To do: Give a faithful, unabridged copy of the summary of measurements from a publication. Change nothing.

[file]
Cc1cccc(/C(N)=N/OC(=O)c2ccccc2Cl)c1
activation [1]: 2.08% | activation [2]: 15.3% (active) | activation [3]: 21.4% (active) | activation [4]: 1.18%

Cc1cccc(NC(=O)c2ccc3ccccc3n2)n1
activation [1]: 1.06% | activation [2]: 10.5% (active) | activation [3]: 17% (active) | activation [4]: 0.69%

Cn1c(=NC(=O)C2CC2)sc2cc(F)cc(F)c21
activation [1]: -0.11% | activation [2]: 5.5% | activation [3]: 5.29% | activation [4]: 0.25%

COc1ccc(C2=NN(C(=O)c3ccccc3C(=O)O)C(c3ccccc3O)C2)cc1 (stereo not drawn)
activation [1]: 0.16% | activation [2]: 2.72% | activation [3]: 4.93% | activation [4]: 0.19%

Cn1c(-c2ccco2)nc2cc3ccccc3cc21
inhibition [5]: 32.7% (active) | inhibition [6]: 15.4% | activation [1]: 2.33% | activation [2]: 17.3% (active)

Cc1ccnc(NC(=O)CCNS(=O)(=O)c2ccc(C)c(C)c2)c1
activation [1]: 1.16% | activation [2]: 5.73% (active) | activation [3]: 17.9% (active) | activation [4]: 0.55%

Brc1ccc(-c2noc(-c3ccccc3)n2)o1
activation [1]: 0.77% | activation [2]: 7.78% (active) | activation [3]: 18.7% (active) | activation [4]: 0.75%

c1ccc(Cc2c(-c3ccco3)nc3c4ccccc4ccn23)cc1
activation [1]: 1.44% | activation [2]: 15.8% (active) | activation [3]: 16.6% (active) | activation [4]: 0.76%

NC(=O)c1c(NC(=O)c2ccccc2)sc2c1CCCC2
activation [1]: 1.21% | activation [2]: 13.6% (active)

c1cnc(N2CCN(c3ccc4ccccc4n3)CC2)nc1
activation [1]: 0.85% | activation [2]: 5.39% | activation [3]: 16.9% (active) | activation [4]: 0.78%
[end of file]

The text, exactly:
Cc1cccc(/C(N)=N/OC(=O)c2ccccc2Cl)c1
activation [1]: 2.08% | activation [2]: 15.3% (active) | activation [3]: 21.4% (active) | activation [4]: 1.18%

Cc1cccc(NC(=O)c2ccc3ccccc3n2)n1
activation [1]: 1.06% | activation [2]: 10.5% (active) | activation [3]: 17% (active) | activation [4]: 0.69%

Cn1c(=NC(=O)C2CC2)sc2cc(F)cc(F)c21
activation [1]: -0.11% | activation [2]: 5.5% | activation [3]: 5.29% | activation [4]: 0.25%

COc1ccc(C2=NN(C(=O)c3ccccc3C(=O)O)C(c3ccccc3O)C2)cc1 (stereo not drawn)
activation [1]: 0.16% | activation [2]: 2.72% | activation [3]: 4.93% | activation [4]: 0.19%

Cn1c(-c2ccco2)nc2cc3ccccc3cc21
inhibition [5]: 32.7% (active) | inhibition [6]: 15.4% | activation [1]: 2.33% | activation [2]: 17.3% (active)

Cc1ccnc(NC(=O)CCNS(=O)(=O)c2ccc(C)c(C)c2)c1
activation [1]: 1.16% | activation [2]: 5.73% (active) | activation [3]: 17.9% (active) | activation [4]: 0.55%

Brc1ccc(-c2noc(-c3ccccc3)n2)o1
activation [1]: 0.77% | activation [2]: 7.78% (active) | activation [3]: 18.7% (active) | activation [4]: 0.75%

c1ccc(Cc2c(-c3ccco3)nc3c4ccccc4ccn23)cc1
activation [1]: 1.44% | activation [2]: 15.8% (active) | activation [3]: 16.6% (active) | activation [4]: 0.76%

NC(=O)c1c(NC(=O)c2ccccc2)sc2c1CCCC2
activation [1]: 1.21% | activation [2]: 13.6% (active)

c1cnc(N2CCN(c3ccc4ccccc4n3)CC2)nc1
activation [1]: 0.85% | activation [2]: 5.39% | activation [3]: 16.9% (active) | activation [4]: 0.78%